A couple of weeks ago I saw an offer on the online deal site Yazoom for a 12 month supply of tattoo removal cream (Lazer Cream) for $130.
While there is the usual ‘*Results may vary’ disclaimer, the photos look pretty impressive. While I don’t actually have any tattoos, the only method for removing them I have ever heard of involves
While there is the usual ‘*Results may vary’ disclaimer, the photos look pretty impressive. While I don’t actually have any tattoos, the only method for removing them I have ever heard of involves lasers* so I was curious. Now what follows is a rather lengthy and twisty tale but bear with me.
On visiting the company’s (what looked like Australian) website, I found a section where they listed the cream’s ingredients. The main ‘fading’ ingredient was listed as ‘Zyalight’. Riiiight. What’s that then, I wondered? Googling it sent me to a press release from 2000 about “a major breakthrough in skin lightening technology… development of Zyalight, a completely natural lightening ingredient” by a company called Zylepsis, which it turns out went under in 2003. So a dead end.
I also saw a section called ‘Study’ where they described the results of unpublished clinical trials on their product. Below is a screenshot of that section. It’s worth having a quick skim read through.
Now I’ve just finished reading Ben Goldacre’s book Bad Pharma (read it), so I was very excited to see the website list the numbers of the clinical trials:
Two main randomised, double blind, multicentre vehicle controlled studies (DE140-001 and -002) with 282 participants and two open-label studies (DE140-010 and -011) with 310 participants
So I googled the trial numbers and found…. an information leaflet (pdf) from the UK Medicines Information Service for a prescription medicine called eflornithine. Eflornithine cream (sold as Vaniqa) was launched over 10 years ago to reduce the growth of unwanted facial hair in women. That is, for hirsutism**. It acts on a specific enzyme involved in hair growth. So while a cream, it has nothing to do with tattoos. This is what it says about the clinical trials:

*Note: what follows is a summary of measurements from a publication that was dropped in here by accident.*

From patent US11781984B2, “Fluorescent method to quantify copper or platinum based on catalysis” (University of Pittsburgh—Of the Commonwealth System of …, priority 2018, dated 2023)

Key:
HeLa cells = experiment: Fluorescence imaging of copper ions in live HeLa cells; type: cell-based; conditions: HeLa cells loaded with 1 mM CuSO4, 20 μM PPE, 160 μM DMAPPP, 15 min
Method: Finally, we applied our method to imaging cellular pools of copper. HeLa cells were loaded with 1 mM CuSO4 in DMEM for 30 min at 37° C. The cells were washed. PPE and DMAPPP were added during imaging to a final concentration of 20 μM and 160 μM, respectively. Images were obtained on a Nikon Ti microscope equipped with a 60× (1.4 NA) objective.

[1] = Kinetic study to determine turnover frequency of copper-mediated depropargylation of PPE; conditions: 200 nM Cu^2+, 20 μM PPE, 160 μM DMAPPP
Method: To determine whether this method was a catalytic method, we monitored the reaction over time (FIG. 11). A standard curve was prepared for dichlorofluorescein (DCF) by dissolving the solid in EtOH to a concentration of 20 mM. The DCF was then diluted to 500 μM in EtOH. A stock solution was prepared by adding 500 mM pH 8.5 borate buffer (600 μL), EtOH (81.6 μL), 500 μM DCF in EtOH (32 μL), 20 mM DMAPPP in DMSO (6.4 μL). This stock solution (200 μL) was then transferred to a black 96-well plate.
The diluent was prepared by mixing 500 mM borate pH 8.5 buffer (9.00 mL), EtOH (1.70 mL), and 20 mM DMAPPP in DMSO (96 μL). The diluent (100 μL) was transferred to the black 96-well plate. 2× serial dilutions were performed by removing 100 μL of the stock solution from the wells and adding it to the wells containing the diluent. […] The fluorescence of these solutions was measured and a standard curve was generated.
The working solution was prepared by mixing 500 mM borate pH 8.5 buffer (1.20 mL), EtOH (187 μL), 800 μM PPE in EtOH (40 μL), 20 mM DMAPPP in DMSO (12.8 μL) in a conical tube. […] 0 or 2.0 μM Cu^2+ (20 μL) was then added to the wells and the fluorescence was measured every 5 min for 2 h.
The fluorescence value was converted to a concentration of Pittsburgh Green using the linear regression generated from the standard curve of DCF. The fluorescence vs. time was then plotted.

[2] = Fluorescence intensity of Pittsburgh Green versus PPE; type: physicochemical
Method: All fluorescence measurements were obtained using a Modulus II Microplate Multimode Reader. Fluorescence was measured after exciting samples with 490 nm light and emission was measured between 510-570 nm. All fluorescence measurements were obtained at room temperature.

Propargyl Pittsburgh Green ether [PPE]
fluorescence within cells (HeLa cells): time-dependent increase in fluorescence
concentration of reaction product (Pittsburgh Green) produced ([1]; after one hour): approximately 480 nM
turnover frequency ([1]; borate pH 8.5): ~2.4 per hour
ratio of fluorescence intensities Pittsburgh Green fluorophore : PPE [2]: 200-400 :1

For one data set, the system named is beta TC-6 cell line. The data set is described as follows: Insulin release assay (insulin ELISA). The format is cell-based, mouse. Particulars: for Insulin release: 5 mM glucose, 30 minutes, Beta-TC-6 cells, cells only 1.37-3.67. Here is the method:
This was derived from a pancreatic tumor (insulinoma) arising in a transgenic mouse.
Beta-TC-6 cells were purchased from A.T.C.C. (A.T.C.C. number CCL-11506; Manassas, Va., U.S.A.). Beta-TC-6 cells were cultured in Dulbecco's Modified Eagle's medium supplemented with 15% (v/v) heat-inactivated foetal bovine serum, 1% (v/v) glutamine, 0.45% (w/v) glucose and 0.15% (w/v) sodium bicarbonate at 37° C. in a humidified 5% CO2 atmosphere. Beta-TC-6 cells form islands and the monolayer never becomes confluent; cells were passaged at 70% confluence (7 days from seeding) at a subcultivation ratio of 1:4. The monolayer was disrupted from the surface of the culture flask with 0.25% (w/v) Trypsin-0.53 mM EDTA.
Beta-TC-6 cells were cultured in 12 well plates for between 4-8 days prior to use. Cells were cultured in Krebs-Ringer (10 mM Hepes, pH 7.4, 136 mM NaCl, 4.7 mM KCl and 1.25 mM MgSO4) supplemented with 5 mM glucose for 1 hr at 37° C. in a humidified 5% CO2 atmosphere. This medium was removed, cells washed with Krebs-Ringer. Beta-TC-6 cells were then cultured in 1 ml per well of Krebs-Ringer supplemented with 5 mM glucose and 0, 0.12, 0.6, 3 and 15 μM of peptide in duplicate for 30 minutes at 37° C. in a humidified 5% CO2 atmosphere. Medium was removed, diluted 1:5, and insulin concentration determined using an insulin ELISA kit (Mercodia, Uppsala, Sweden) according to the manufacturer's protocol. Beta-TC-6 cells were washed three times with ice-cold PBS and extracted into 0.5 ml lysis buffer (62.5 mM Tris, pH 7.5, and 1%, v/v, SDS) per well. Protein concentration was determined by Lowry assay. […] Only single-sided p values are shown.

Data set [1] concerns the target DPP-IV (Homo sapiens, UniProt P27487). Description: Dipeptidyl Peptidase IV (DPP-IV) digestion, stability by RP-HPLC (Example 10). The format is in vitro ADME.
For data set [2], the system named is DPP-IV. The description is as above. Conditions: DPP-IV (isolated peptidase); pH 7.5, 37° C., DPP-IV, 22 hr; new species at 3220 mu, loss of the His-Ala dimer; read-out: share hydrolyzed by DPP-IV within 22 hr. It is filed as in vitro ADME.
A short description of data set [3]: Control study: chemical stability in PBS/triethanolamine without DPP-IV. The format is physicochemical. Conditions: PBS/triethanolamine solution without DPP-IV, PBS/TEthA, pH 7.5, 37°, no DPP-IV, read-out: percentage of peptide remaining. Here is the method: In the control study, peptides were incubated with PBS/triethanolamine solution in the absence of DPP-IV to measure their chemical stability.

The efficacy of eflornithine has been demonstrated in a number of trials, none of which have been fully published….After reviewing the trials submitted for licensing purposes, the EMEA concluded that the data demonstrated that eflornithine cream improves symptoms of hirsutism, reduces darkening appearance of facial skin, and reduces psychological discomfort with the condition.
The two main randomised, double blind, multicentre vehicle controlled studies (DE140-001 and –002) involved a total of 596 women who had facial hirsutism that required removal at least twice a week. The subjects applied (in a ratio of 2:1) either eflornithine 15% or a vehicle-cream twice a day for 24 weeks, and were followed for 8 weeks when they received no treatment. The primary efficacy measure was a four point Physicians Global Assessment (PGA) of improvement or worsening of the condition compared to baseline. Secondary efficacy measures were a self assessment questionnaire and video analysis of reduction in hair growth and spatial mass.